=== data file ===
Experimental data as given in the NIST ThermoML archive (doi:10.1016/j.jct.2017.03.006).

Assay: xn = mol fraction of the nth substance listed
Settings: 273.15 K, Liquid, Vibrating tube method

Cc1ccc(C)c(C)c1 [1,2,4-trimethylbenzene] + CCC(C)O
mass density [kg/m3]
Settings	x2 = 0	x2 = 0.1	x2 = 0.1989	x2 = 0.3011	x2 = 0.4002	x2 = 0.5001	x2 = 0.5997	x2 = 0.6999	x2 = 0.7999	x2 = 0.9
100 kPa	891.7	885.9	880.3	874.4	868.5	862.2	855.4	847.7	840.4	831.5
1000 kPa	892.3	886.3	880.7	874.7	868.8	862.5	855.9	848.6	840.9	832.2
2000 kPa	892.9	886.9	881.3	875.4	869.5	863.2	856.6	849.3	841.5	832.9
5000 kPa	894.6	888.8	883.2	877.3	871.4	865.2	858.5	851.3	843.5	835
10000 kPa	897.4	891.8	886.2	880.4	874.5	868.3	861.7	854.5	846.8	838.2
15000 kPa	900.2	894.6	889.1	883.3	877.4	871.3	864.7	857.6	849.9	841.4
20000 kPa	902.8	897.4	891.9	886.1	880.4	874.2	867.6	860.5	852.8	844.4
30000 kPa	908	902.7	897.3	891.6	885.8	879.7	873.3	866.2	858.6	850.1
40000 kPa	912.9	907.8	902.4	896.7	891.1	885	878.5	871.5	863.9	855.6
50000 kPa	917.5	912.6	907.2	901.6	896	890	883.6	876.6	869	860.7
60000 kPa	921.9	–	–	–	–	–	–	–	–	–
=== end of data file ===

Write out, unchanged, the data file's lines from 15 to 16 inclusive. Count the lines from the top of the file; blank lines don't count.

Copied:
40000 kPa	912.9	907.8	902.4	896.7	891.1	885	878.5	871.5	863.9	855.6
50000 kPa	917.5	912.6	907.2	901.6	896	890	883.6	876.6	869	860.7